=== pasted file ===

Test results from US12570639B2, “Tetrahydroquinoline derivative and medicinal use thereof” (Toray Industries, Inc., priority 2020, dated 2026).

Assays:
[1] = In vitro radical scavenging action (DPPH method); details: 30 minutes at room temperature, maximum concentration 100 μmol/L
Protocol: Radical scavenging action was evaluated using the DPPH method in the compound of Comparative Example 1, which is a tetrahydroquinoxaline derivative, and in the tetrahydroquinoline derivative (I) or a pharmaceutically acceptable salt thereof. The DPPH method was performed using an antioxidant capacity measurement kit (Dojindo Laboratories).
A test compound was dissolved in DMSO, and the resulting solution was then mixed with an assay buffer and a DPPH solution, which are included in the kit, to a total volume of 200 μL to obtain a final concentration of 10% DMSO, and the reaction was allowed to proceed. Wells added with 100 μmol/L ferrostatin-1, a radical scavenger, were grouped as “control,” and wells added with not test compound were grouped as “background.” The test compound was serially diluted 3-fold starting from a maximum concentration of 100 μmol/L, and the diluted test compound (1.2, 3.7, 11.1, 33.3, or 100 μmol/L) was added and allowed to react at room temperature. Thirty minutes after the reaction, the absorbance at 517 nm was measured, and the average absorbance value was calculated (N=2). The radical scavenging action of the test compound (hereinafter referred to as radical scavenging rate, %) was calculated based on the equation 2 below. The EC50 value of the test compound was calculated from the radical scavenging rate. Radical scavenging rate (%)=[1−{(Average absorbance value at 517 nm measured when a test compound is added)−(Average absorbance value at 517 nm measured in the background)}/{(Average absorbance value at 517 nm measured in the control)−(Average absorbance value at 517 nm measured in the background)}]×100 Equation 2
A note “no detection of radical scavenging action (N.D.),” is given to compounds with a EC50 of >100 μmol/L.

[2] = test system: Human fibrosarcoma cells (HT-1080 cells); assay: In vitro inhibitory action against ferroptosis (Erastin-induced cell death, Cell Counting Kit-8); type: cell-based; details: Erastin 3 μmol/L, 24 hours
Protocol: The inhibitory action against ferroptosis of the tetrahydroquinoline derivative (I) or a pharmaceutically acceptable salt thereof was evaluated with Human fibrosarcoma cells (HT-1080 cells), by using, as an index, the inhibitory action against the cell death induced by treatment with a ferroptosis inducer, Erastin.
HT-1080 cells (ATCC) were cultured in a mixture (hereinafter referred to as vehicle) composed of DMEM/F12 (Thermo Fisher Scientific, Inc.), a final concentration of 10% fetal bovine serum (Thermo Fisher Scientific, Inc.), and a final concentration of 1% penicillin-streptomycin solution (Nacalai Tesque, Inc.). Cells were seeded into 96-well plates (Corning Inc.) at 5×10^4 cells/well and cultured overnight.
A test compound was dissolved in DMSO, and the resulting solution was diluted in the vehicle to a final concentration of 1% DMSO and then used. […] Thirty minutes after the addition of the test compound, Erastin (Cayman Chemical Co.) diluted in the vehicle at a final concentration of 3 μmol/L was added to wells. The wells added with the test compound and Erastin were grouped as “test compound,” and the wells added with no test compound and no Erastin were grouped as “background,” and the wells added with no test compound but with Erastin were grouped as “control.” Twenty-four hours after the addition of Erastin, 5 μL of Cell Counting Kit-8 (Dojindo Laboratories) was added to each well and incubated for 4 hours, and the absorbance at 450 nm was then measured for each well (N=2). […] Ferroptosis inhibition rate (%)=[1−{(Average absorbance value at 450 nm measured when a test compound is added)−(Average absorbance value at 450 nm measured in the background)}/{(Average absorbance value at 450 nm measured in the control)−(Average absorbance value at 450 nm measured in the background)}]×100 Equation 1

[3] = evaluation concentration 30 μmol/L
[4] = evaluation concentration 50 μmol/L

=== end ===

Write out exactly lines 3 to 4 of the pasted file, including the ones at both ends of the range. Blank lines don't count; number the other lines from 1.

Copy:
[1] = In vitro radical scavenging action (DPPH method); details: 30 minutes at room temperature, maximum concentration 100 μmol/L
Protocol: Radical scavenging action was evaluated using the DPPH method in the compound of Comparative Example 1, which is a tetrahydroquinoxaline derivative, and in the tetrahydroquinoline derivative (I) or a pharmaceutically acceptable salt thereof. The DPPH method was performed using an antioxidant capacity measurement kit (Dojindo Laboratories).